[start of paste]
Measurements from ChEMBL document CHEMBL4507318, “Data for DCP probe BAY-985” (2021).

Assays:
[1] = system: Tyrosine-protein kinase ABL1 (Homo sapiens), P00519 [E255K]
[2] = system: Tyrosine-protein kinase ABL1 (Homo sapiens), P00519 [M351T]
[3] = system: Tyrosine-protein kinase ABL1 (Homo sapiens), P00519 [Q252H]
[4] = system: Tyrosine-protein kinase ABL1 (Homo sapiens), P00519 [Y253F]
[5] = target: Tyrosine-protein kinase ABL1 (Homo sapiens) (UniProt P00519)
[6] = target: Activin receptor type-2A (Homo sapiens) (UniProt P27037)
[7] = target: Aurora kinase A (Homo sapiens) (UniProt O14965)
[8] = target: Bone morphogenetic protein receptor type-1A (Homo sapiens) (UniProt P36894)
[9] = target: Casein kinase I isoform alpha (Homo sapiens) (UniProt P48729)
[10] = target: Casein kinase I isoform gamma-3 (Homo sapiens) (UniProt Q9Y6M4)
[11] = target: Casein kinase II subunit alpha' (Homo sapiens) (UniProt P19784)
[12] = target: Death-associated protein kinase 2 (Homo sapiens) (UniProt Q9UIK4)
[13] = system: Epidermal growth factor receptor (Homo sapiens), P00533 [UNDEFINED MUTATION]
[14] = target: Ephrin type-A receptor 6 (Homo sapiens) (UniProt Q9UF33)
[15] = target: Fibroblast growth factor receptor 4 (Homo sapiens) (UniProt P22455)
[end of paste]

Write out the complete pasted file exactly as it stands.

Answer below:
Measurements from ChEMBL document CHEMBL4507318, “Data for DCP probe BAY-985” (2021).

Assays:
[1] = system: Tyrosine-protein kinase ABL1 (Homo sapiens), P00519 [E255K]
[2] = system: Tyrosine-protein kinase ABL1 (Homo sapiens), P00519 [M351T]
[3] = system: Tyrosine-protein kinase ABL1 (Homo sapiens), P00519 [Q252H]
[4] = system: Tyrosine-protein kinase ABL1 (Homo sapiens), P00519 [Y253F]
[5] = target: Tyrosine-protein kinase ABL1 (Homo sapiens) (UniProt P00519)
[6] = target: Activin receptor type-2A (Homo sapiens) (UniProt P27037)
[7] = target: Aurora kinase A (Homo sapiens) (UniProt O14965)
[8] = target: Bone morphogenetic protein receptor type-1A (Homo sapiens) (UniProt P36894)
[9] = target: Casein kinase I isoform alpha (Homo sapiens) (UniProt P48729)
[10] = target: Casein kinase I isoform gamma-3 (Homo sapiens) (UniProt Q9Y6M4)
[11] = target: Casein kinase II subunit alpha' (Homo sapiens) (UniProt P19784)
[12] = target: Death-associated protein kinase 2 (Homo sapiens) (UniProt Q9UIK4)
[13] = system: Epidermal growth factor receptor (Homo sapiens), P00533 [UNDEFINED MUTATION]
[14] = target: Ephrin type-A receptor 6 (Homo sapiens) (UniProt Q9UF33)
[15] = target: Fibroblast growth factor receptor 4 (Homo sapiens) (UniProt P22455)